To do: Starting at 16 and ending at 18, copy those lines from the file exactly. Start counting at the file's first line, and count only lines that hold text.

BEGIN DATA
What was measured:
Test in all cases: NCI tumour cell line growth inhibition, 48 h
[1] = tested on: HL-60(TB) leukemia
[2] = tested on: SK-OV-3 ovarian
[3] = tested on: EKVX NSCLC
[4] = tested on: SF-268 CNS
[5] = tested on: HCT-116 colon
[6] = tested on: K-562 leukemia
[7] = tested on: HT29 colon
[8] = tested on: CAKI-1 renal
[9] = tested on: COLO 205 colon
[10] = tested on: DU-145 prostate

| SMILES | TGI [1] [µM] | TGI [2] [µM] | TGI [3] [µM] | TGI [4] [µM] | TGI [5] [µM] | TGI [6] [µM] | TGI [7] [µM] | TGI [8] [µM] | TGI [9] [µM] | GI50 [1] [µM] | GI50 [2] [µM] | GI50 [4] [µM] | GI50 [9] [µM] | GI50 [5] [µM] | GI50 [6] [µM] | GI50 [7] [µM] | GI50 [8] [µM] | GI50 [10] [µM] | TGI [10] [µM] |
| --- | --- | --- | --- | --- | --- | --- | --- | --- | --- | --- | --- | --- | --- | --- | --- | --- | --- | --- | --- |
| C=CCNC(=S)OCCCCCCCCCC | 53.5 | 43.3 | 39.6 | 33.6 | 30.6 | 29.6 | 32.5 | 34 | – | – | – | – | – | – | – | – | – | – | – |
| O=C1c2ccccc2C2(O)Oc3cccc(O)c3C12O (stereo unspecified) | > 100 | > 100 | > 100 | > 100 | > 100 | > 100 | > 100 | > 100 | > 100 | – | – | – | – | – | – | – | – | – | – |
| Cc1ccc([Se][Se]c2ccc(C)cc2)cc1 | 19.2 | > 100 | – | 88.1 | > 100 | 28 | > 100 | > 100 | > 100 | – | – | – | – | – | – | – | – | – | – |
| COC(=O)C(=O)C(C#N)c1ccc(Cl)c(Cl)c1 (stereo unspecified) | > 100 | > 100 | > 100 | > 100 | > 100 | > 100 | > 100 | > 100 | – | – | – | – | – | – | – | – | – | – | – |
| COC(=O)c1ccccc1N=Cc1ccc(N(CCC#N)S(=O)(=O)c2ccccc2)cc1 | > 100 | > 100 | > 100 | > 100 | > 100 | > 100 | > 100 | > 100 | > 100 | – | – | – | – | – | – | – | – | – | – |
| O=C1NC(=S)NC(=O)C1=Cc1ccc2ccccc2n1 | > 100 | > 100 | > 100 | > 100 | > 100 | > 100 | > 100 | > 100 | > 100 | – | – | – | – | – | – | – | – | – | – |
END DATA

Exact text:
| O=C1c2ccccc2C2(O)Oc3cccc(O)c3C12O (stereo unspecified) | > 100 | > 100 | > 100 | > 100 | > 100 | > 100 | > 100 | > 100 | > 100 | – | – | – | – | – | – | – | – | – | – |
| Cc1ccc([Se][Se]c2ccc(C)cc2)cc1 | 19.2 | > 100 | – | 88.1 | > 100 | 28 | > 100 | > 100 | > 100 | – | – | – | – | – | – | – | – | – | – |
| COC(=O)C(=O)C(C#N)c1ccc(Cl)c(Cl)c1 (stereo unspecified) | > 100 | > 100 | > 100 | > 100 | > 100 | > 100 | > 100 | > 100 | – | – | – | – | – | – | – | – | – | – | – |